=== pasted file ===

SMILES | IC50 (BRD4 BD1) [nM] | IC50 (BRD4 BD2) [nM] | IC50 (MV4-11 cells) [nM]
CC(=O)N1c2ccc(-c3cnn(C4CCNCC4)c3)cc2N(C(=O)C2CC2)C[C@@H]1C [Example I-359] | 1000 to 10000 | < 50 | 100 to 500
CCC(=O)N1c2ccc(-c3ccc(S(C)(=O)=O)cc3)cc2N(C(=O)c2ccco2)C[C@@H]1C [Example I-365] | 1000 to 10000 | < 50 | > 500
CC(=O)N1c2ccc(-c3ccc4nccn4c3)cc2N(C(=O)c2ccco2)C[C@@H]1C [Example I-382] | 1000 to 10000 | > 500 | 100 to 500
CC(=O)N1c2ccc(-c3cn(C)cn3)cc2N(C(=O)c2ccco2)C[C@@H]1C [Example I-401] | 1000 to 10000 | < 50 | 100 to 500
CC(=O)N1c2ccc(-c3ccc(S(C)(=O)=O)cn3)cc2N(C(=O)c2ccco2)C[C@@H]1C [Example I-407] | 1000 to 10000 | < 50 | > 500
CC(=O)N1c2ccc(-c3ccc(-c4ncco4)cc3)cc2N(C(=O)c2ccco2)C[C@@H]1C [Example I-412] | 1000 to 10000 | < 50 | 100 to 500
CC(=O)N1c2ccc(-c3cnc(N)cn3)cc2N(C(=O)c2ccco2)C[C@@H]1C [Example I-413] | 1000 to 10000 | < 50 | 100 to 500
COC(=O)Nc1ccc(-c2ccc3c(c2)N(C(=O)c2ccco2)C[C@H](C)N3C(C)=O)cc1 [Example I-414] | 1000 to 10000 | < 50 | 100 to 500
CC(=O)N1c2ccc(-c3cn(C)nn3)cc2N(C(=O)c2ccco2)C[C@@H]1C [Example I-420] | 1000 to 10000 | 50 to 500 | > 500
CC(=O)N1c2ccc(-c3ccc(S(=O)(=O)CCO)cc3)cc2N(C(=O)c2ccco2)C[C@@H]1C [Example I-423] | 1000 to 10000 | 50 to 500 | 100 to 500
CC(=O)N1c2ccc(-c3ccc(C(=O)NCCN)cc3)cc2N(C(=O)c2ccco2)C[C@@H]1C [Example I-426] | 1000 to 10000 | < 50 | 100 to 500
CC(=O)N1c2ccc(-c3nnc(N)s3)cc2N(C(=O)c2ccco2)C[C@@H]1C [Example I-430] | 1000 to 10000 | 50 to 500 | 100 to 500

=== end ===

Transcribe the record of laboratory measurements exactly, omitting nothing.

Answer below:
SMILES | IC50 (BRD4 BD1) [nM] | IC50 (BRD4 BD2) [nM] | IC50 (MV4-11 cells) [nM]
CC(=O)N1c2ccc(-c3cnn(C4CCNCC4)c3)cc2N(C(=O)C2CC2)C[C@@H]1C [Example I-359] | 1000 to 10000 | < 50 | 100 to 500
CCC(=O)N1c2ccc(-c3ccc(S(C)(=O)=O)cc3)cc2N(C(=O)c2ccco2)C[C@@H]1C [Example I-365] | 1000 to 10000 | < 50 | > 500
CC(=O)N1c2ccc(-c3ccc4nccn4c3)cc2N(C(=O)c2ccco2)C[C@@H]1C [Example I-382] | 1000 to 10000 | > 500 | 100 to 500
CC(=O)N1c2ccc(-c3cn(C)cn3)cc2N(C(=O)c2ccco2)C[C@@H]1C [Example I-401] | 1000 to 10000 | < 50 | 100 to 500
CC(=O)N1c2ccc(-c3ccc(S(C)(=O)=O)cn3)cc2N(C(=O)c2ccco2)C[C@@H]1C [Example I-407] | 1000 to 10000 | < 50 | > 500
CC(=O)N1c2ccc(-c3ccc(-c4ncco4)cc3)cc2N(C(=O)c2ccco2)C[C@@H]1C [Example I-412] | 1000 to 10000 | < 50 | 100 to 500
CC(=O)N1c2ccc(-c3cnc(N)cn3)cc2N(C(=O)c2ccco2)C[C@@H]1C [Example I-413] | 1000 to 10000 | < 50 | 100 to 500
COC(=O)Nc1ccc(-c2ccc3c(c2)N(C(=O)c2ccco2)C[C@H](C)N3C(C)=O)cc1 [Example I-414] | 1000 to 10000 | < 50 | 100 to 500
CC(=O)N1c2ccc(-c3cn(C)nn3)cc2N(C(=O)c2ccco2)C[C@@H]1C [Example I-420] | 1000 to 10000 | 50 to 500 | > 500
CC(=O)N1c2ccc(-c3ccc(S(=O)(=O)CCO)cc3)cc2N(C(=O)c2ccco2)C[C@@H]1C [Example I-423] | 1000 to 10000 | 50 to 500 | 100 to 500
CC(=O)N1c2ccc(-c3ccc(C(=O)NCCN)cc3)cc2N(C(=O)c2ccco2)C[C@@H]1C [Example I-426] | 1000 to 10000 | < 50 | 100 to 500
CC(=O)N1c2ccc(-c3nnc(N)s3)cc2N(C(=O)c2ccco2)C[C@@H]1C [Example I-430] | 1000 to 10000 | 50 to 500 | 100 to 500